"If I had asked the Lord to design me a perfect wife it would have still turned out to be Homerline," says Jerry, but eugenically speaking she might have been bigger or else brought a little speed into the family.
"God is going to kill me for this," Clower has said, "but I have always wanted to get a baby out of old Lance Alworth and one of these big Russian women that run so fast."
"Jerry's greatest ambition in the world," says Jackson, "is for his boy Ray to make a great football player, which he is never going to do. Ray is aggressive, but he's not big or fast enough to be more than a good junior-college guard. I know it hurts Jerry on the inside. But he acts like that was what he had picked for him."
Certainly, Ray, although he has always worn his father's old number, shows no signs of having had any parental frustration worked out on him. He seems as secure and solidly engaging as his three younger sisters, and in fact he finished up an exemplary career as a 200-pound guard at Holmes Junior College last season by being named to the junior college all-state team. In the spring of his junior year in high school, he nearly died in a car wreck the night of a big dance.
"I ran down there and talked to the driver of the car," recalls Jerry with great emotion, "and I asked him if Ray was drinking. He said, 'No, Mr. Clower, not Ray.' And I found out that was true.
"So I sat down in the hospital while they worked over my son and said, 'Lord, whatever happens, I'll praise yo' holy name. I never did get to play high school ball, and he done kicked 38 times for a 44-yard average. Lord, don't let him die.'
"And he didn't. And the first practice that next fall, Ray and Larry Kramer, who'll be a senior back next year at Ole Miss, come together like two young bulls. Kfwap! And I was afraid that lick on the head was going to reoccur. But old Ray got right up off the ground and run back to the huddle and never had any more problems with his head."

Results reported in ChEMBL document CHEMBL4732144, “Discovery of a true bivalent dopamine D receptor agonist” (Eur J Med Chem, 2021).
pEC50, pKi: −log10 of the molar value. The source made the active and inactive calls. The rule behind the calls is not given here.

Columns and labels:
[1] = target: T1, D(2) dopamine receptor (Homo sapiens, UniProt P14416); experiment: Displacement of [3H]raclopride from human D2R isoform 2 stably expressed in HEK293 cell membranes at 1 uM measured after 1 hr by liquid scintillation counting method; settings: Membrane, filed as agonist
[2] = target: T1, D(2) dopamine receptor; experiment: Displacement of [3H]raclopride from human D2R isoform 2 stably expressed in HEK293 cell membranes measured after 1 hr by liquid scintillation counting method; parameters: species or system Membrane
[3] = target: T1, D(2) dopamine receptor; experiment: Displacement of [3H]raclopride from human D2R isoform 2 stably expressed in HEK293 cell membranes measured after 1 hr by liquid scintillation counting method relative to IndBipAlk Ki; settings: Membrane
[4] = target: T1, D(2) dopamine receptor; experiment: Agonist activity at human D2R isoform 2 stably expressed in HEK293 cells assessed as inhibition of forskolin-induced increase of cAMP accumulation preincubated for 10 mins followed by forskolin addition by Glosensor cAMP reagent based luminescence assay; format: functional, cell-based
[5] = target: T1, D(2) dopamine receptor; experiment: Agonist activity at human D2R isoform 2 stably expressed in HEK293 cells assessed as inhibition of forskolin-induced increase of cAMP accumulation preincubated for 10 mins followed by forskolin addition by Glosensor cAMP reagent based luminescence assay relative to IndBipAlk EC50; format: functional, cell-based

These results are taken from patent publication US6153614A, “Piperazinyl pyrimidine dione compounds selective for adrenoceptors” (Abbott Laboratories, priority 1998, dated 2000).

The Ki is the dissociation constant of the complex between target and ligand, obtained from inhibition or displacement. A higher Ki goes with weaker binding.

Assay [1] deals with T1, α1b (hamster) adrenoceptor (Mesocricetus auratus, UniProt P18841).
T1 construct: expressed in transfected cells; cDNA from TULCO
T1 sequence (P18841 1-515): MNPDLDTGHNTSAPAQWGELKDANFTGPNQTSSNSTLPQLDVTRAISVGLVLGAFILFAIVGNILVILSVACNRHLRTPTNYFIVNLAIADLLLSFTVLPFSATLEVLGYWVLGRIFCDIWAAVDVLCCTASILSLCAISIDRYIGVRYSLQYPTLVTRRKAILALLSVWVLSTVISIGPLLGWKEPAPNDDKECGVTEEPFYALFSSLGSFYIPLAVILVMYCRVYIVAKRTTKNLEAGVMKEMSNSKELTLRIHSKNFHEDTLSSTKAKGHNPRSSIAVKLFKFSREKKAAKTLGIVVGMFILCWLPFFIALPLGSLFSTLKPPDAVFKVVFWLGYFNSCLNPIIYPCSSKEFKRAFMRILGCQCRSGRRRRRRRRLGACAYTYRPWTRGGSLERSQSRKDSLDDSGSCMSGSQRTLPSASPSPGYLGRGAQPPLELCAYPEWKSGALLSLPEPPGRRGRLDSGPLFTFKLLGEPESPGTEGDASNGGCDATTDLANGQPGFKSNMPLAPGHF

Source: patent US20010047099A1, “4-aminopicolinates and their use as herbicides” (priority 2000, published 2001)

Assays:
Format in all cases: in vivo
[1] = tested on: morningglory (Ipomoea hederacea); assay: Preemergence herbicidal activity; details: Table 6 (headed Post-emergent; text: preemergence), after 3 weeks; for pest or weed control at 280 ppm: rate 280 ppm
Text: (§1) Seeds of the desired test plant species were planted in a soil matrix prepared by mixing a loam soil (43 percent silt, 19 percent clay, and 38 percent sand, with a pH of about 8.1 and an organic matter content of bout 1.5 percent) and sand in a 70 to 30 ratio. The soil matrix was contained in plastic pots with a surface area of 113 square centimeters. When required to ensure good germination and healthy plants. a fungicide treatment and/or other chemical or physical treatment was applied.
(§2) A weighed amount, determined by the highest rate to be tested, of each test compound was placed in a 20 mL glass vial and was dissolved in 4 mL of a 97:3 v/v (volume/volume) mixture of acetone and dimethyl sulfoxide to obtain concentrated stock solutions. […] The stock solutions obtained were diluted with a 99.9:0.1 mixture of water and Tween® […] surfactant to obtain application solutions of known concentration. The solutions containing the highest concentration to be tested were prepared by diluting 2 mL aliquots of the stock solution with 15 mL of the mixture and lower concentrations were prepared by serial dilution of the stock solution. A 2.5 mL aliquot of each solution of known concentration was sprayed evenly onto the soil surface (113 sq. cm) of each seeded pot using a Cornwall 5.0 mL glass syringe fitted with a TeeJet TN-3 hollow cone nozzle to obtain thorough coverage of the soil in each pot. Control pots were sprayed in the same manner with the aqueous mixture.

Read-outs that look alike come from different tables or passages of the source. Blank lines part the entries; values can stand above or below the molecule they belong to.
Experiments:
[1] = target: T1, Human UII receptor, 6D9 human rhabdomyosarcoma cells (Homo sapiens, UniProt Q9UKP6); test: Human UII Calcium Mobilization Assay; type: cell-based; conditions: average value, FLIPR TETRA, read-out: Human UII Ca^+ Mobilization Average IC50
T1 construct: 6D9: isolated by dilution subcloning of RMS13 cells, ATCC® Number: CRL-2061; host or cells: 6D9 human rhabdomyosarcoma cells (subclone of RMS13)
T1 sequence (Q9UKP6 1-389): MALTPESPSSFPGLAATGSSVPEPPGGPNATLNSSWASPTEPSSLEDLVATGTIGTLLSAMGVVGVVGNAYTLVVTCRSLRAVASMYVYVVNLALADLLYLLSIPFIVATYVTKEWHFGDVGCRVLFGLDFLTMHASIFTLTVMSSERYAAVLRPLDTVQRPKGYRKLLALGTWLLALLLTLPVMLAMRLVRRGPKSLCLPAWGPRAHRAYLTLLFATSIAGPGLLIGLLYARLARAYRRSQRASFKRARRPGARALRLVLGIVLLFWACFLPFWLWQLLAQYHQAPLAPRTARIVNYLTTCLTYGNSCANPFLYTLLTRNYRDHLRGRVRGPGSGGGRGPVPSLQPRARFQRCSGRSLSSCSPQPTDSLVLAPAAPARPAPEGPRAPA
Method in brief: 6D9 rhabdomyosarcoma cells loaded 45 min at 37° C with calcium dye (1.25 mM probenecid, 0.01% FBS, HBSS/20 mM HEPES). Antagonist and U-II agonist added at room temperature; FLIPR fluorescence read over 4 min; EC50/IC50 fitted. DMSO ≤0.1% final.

Clower may be one of the few current-day Christians whose prayers the Lord looks forward to, if they are anything at all like the rest of his conversation, and if such odd elements as punting statistics keep turning up in them. But anybody looking to brand Clower as a regionalist or redneck might accuse him of espousing conventional pieties. Each of his albums includes an entirely un-humorous sermon on Americanism and decency, and he never says anything bad about sports. "The field of sport could be the thing that's come nearer to bein' perfect than any other profession," he says. "I love college football better than any other thing that happens in the world today, except the salvation of my soul and my family.
"Football has enabled many a country boy to get an education," he recently reminded a big banquet audience that hardly needed to be reminded. "Without football I'd have still been hauling pulpwood. And it's also the only sport I know about where ever'body can get his lick in ever' time the ball is snapped. I try to tell young folks, 'If you want to get attention, play football. Not only can you get attention but they'll even play a band for you while you perform.' "
If anybody deserves to express such unhip sentiments, Clower does. They have worked for him and for a lot of boys he has counseled, and he held to them at Mississippi State in the face of strong discouragement.